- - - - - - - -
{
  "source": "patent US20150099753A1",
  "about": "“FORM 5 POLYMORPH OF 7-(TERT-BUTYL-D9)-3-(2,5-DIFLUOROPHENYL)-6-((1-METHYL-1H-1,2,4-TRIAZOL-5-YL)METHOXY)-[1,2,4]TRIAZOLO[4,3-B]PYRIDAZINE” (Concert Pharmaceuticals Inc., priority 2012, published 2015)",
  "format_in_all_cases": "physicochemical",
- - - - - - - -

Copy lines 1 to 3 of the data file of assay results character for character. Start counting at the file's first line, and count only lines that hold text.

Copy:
{
  "source": "patent US20150099753A1",
  "about": "“FORM 5 POLYMORPH OF 7-(TERT-BUTYL-D9)-3-(2,5-DIFLUOROPHENYL)-6-((1-METHYL-1H-1,2,4-TRIAZOL-5-YL)METHOXY)-[1,2,4]TRIAZOLO[4,3-B]PYRIDAZINE” (Concert Pharmaceuticals Inc., priority 2012, published 2015)",